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New Jersey reported an additional 3,643 cases of the coronavirus Tuesday, bringing the state total to 92,387.
Another 379 people died as a result of COVID-19, which means the state has seen a total of 4,753 fatalities.
Central Jersey sees signs of a surge
Health Commissioner Judith Persichilli said hospitals in Central Jersey were beginning to see a surge in COVID-19 patients, as infections move from the hardest-hit northern counties further south.
She said five of the nine hospitals on “divert” status Monday were in Central Jersey, and that most of the critical care beds in the central part of the state were full.
“We are seeing the increase in COVID-19 individuals and persons under investigation — we’ve seen that increase come from the north and it is now hitting Central [Jersey],” Persichilli suggested.
Gov. Phil Murphy said state officials had been anticipating that an uptick in cases in Central Jersey would follow the initial surge in North Jersey, and that is why they set up the second FEMA field hospital in Edison, in Middlesex County.
“God willing — because this hit us like a ton of bricks — we’ve learned lessons in the northern counties that we’re applying and being as proactive as possible as it migrates,” Murphy added.
Persichilli said that because the state largely flattened the curve of new COVID-19 infections and kept hospitals below capacity, the state could send patients to South Jersey hospitals if the need arose.
She added that she expects the “heavy hospitalization” of coronavirus patients to continue through mid-May.
Murphy gets high marks from residents for COVID-19 response
Murphy is seeing a major spike in support for the job he is doing as New Jersey governor as he continues to helm the state’s coronavirus response efforts, according to a new survey.
The Monmouth University Poll released Tuesday shows the first-term governor with a 71% approval rating, while just 21% of respondents disapprove of the overall job he is doing.
That is a significant bump from the 41% approval rating Murphy had in September, and it’s in line with a national trend of governors across the country seeing their popularity rise as they combat the public health crisis in their individual states.
Seventy-nine percent of respondents specifically said Murphy is doing a good job combatting the state’s sizable COVID-19 outbreak, while just 10% said he was failing.
“Leadership becomes much more relevant in a crisis and Murphy is getting solid reviews for his response,” said Patrick Murray, director of the Monmouth University Polling Institute.
All of Murphy’s key efforts to slow the spread of coronavirus also received support from a majority of residents who responded to the poll.
Ninety-seven percent of people approved of the six-foot social distancing guideline, 95% percent said requiring residents to wear masks in public was a good idea, and 88% backed the state’s ban on gatherings and parties. Even 70% of respondents approved of Murphy’s decision to close state and county parks — one of the governor’s more controversial coronavirus measures.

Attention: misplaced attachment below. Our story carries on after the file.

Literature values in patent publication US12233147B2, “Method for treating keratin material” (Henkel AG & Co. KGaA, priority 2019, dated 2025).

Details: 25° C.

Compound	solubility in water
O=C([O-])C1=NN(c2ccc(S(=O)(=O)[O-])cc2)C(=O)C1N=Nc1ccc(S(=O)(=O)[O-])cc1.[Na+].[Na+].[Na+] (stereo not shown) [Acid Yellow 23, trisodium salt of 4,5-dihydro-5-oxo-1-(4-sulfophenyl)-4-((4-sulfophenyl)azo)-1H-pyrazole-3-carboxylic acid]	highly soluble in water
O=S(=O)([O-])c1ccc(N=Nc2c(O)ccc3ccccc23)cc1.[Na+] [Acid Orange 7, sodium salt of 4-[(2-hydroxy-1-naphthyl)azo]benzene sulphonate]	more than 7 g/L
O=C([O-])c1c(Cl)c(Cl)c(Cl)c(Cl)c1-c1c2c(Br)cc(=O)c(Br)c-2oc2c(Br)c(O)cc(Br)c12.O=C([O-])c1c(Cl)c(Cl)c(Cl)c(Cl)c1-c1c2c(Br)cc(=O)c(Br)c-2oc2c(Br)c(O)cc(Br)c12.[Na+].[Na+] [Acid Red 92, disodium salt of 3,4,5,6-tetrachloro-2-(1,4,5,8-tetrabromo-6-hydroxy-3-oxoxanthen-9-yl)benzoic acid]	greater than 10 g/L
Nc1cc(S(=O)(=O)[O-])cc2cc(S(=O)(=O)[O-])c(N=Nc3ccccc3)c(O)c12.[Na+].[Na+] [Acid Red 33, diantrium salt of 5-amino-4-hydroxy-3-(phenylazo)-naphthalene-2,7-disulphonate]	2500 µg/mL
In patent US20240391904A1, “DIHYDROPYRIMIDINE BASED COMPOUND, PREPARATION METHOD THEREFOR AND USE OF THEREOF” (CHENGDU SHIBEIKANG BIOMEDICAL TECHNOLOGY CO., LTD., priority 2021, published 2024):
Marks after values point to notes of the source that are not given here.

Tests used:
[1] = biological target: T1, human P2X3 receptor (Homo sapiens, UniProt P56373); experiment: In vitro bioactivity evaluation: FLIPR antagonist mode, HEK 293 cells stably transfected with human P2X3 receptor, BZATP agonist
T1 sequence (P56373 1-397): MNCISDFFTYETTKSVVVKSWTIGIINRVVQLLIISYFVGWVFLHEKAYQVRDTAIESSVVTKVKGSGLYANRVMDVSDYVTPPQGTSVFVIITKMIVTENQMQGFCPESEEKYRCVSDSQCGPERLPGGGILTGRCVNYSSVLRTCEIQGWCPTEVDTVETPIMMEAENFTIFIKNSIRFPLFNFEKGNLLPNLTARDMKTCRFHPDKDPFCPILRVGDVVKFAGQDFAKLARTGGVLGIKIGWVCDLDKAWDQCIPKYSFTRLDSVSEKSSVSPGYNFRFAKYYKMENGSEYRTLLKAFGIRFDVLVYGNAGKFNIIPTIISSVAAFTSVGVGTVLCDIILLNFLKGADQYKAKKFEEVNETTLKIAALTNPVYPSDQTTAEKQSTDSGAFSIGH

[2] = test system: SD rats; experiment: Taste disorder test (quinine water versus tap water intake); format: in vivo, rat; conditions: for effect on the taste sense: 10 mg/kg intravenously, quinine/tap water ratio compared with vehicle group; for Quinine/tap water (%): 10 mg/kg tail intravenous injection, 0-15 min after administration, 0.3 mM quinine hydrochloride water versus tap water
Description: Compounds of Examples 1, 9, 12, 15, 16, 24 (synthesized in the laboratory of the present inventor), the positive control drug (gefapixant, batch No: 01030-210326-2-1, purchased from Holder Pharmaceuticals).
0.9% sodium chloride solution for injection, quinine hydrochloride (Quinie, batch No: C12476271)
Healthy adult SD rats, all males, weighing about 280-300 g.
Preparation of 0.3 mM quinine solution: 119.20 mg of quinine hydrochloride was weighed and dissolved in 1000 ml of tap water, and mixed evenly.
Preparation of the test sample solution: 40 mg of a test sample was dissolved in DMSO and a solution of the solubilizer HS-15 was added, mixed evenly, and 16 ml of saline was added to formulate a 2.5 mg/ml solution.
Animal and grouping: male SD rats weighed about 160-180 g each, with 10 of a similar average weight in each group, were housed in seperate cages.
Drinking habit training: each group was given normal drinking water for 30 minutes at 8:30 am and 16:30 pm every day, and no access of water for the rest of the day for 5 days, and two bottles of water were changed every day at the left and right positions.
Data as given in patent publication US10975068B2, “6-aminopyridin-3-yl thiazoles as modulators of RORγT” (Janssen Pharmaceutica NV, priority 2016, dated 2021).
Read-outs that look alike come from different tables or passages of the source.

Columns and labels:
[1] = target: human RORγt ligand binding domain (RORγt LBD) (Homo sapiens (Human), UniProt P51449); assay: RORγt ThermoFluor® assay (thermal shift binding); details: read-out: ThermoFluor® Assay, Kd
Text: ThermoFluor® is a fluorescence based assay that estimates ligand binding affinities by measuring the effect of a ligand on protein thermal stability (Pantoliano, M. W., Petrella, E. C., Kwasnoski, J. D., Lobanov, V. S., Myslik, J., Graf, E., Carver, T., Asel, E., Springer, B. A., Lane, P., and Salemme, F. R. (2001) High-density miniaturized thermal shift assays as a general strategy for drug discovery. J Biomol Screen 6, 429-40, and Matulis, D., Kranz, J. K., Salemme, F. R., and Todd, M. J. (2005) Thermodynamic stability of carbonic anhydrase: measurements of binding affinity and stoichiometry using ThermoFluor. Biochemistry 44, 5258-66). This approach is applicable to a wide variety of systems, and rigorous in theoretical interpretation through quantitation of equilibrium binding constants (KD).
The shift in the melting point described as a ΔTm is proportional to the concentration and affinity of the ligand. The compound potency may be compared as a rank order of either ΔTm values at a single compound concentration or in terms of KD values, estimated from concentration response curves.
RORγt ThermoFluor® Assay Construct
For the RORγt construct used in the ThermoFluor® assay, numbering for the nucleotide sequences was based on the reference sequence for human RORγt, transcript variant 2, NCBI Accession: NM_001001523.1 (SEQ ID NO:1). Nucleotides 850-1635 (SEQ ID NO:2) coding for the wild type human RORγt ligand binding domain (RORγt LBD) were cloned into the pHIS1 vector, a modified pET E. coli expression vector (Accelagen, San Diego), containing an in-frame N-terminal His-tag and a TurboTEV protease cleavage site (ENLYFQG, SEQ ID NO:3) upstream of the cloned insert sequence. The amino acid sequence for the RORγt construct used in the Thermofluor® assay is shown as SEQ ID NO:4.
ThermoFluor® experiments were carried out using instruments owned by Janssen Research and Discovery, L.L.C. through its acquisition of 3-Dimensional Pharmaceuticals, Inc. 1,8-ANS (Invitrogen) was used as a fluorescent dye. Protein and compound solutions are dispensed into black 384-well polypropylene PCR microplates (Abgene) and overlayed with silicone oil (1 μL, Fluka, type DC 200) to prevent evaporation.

“The nation has seen sporadic protests against these restrictions, including one in Trenton on Friday. The poll shows, though, that these protestors represent an incredibly small sliver of all state residents,” Murray said. “The vast majority are united in their support for social distancing measures to protect the health of their fellow New Jerseyans.”
However just 27% of respondents said New Jersey was offering enough testing for COVID-19, while 67% said it was not enough. Those who believed that testing was lacking were split on whether it was the fault of the Murphy administration or beyond its control.
President Trump’s approval rating also inched up but by a far smaller margin than Murphy’s major bump. Some 41% of New Jersey residents polled approve of the job Trump is doing while 56% disapprove. Back in September, he had 37% favorable, 55% unfavorable.
Patients make ‘remarkable’ recoveries after plasma therapy
Two COVID-19 patients who were treated with plasma transfusions at a South Jersey hospital earlier this month are now recovering.
Virtua Voorhees Hospital announced that the two patients — 63-year-old Renee Bannister and 61-year-old Andy Fei — both had severe cases of COVID-19 but responded well to the novel treatment and are expected to recover fully.
“We are incredibly excited about these remarkable recoveries,” said Dr. Eric Sztejman, a medical director for Virtua Health. “We performed the transfusions just days after the clinical trial was announced, so it is gratifying to be among the first in the nation to explore this promising approach to combating the coronavirus.”
The federal Food and Drug Administration began approving plasma transfusions to treat COVID-19 late last month, and Virtua was the first hospital in New Jersey to use the therapy to treat patients in the absence of a vaccine.
According to the hospital, people who have recovered from the illness have protective antibodies, and their plasma can be used to treat patients who are facing severe cases of COVID-19.